On a wide boulevard normally devoted to multi-lane auto traffic, nothing could be more beautiful than the site of elegant ladies in matching kimonos and hats dancing in synchronized movements. The summer and fall Shinto festivals transform business Tokyo into a series of village parties evoking an agrarian culture rarely sensed inside the megalopolis.
Below are photos from the Shiba matsuri. The sub-group near my friend Bas’ home displayed photos from the 1945 festival, just a month after the end of the war in which the entire neighborhood and much of Tokyo was burnt to the ground. The last photo shows a man who is both telling stories and selling bananas, a continuation of an Edo-era festival character.
In the photos you can see how on a special holiday, the streets, overpasses, convenience stores, and other mundane urban spaces are transformed into a very social and well dressed public environment.
This sake bottle character is named Tokkuri Tokkun (とっくりとっくん). The Shiho ceramic studio teachers and students each made one. I like Tokkuri Tokkun’s super-flexible limbs, particularly the one doing the splits.
A miniature fantasy landscape freely shared on a Tokyo curbside.
This tiny curbside garden is a fantasy landscape in miniature in what was probably dead space previously between the house and the road. There’s moving water, a palm tree, plants, and several odd characters. I found it just across the road from the giant tree on that former country lane that is now barely visible in Suginami, not far from Opera City.
The contents are fun in their whimsical incongruity. Even in this tiny space, there are several overlapping vignettes. A tiny palm tree joined by a sliver bunny and a character that appears to be a cross between European Romanticism and anime; several Sago palms (Cycas revoluta) beneath some mid-height bushes; and the fountain with water plants and a character trio with a helmeted princess, a red Cobra super-hero whose left arm is a semi-automatic weapon, and an over-sized yellow dog. The fountain features plants, a tiny cliff-side, and bathtub ducks.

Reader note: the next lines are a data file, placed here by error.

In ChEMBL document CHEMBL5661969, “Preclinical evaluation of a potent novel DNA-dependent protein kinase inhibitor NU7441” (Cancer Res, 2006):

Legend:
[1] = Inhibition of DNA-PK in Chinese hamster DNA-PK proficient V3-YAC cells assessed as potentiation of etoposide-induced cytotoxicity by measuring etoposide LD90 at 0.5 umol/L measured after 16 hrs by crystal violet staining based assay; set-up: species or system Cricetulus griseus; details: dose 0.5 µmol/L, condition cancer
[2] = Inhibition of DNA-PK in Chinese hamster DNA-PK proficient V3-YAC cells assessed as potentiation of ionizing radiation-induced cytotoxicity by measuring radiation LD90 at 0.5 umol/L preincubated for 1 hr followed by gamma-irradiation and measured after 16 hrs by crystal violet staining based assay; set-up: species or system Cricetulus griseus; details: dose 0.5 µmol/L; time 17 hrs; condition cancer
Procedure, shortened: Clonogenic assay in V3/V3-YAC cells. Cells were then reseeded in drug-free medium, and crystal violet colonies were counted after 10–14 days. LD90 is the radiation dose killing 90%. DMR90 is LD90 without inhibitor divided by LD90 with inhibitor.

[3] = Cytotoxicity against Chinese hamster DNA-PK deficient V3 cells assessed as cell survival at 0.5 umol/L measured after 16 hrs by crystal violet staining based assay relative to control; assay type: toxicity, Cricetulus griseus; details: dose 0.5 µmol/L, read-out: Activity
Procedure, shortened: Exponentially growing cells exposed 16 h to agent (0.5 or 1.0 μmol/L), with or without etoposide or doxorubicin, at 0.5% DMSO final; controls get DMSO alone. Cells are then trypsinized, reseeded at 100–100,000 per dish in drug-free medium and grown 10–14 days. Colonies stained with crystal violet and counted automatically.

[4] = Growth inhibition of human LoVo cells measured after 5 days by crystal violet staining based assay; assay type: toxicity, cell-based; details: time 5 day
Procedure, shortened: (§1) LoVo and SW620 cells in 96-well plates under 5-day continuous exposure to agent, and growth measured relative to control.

The garden structure is very DIY: low-cost, anonymously designed, and highly imaginative. I love that the gardener is sharing this creation with the neighbors and passers-by. The garden’s minimal foundation is constructed mostly of low-lying brick with some wood fencing. I particularly like the tag that shows the flowers that will bloom later.
Thanks again to @ArchitourTokyo for the great bike tour where we discovered this sculpture garden.
I recently visited Konoike Tomoko’s (鴻池朋子) immersive retrsopective show called Inter-Traveller at the Tokyo Opera City Art Gallery. Presented as a child-like journey to the center of the earth, Konoike’s art creates a universe of myths in which nature and humans become merged in fantasy: six-legged wolves, wolves and butterflies with young girl’s legs and red running shoes, volcanoes with human faces, a fuzzy ball character with legs and no head, a giant ball with antlers and wings and human birth, swords, and giant books.
This first comprehensive exhibit include pencil on paper, painting, fusuma screens, installations, animations, and sculpture. Some rooms are entered by very low passage ways, and the second to last room has a giant spinning baby’s head covered in mirrors, surrounded by mariners’ ropes and broken glass. The movement of light around the room made me hold on to the railing with intense vertigo. The final room almost forces the visitor to confront nature and death in a tangible way; fortunately there was a discreet side escape for the squeamish.
I mention Konoike’s work because her wonderous myth-making projects a vision of humans in a state of crisis and seeking meaning through nature, mystery and travel. Just as some argue that most agricultural invention and technology comes from cities, I felt that Konoike’s art, while drawing on the natural world and spirits, is deeply urban and contemporary. The journey to the center of the earth and to rebirth, she suggest, involves imagination, play and communication between the living and the dead. I was not surprised to learn that her atelier is in one of the world’s most urban locations, Akihabara, and that her background includes toy and character design along with fine arts.